The German government is looking into the impact of a potential tie-up between Dutch financial services group ING and Germany’s Commerzbank, even though talks are not yet under way, business news agency Bloomberg has reported.
A merger between the two banks would be one option to create a European financial heavyweight, people familiar with the discussions told the agency.
Dutch finance minister Wopke Hoekstra and Germany’s deputy finance chief Joerg Kukies discussed the matter in Berlin in May, the sources said. Those discussions included Berlin’s wish to see any new bank headquartered in Germany, Bloomberg said.
Both banks have declined to comment.
The Financial Times said in April that ING chief executive Ralph Hamers had approached Commerzbank’s boss Martin Zielke, suggesting a cross-border merger with headquarters in Frankfurt but added no talks are currently ongoing.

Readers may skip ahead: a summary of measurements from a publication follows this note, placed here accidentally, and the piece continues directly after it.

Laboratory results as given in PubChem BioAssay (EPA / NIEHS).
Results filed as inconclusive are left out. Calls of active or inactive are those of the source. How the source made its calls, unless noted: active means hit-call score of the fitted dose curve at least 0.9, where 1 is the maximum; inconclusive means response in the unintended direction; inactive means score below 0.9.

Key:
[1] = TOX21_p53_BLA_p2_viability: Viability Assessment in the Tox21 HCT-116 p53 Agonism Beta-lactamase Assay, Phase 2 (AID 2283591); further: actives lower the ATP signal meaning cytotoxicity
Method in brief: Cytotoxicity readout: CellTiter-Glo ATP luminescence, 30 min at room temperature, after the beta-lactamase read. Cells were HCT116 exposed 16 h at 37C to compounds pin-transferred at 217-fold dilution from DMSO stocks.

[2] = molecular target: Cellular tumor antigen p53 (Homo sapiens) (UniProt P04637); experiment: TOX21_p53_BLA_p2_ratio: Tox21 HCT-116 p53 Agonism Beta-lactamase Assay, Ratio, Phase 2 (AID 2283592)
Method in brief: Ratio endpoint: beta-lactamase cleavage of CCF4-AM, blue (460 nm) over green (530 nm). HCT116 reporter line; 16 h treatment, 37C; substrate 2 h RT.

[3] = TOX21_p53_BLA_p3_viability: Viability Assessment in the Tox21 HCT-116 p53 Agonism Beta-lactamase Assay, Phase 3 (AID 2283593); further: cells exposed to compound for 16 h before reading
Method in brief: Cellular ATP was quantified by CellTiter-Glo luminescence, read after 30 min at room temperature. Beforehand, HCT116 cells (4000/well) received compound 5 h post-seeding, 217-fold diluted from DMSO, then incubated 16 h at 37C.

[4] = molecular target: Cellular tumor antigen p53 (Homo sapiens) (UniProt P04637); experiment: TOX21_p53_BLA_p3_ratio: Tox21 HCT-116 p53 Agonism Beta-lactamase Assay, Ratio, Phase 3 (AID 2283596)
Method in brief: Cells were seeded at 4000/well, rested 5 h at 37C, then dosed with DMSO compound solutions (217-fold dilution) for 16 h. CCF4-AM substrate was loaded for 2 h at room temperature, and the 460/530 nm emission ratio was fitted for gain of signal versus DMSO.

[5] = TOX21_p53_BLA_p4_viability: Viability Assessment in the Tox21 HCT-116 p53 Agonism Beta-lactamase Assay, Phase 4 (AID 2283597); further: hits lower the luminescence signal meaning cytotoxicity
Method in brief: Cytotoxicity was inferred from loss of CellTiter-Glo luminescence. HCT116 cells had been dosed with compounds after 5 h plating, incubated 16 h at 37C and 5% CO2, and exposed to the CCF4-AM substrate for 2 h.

The FT suggested Hamers might be open to such a move because of the strict Dutch rules on banking bonuses, which limit them to 20% of fixed pay.
Hamers, who came under fire last year after the supervisory board suggested giving him a 50% salary rise, told the FT earlier that ‘If you believe investment bankers, people working in financial markets, are incentivised by variable pay then . . . Amsterdam is not a natural place to expand.’
German business magazine Manager Magazin also put ING in the frame as a potential Commerzbank partner.
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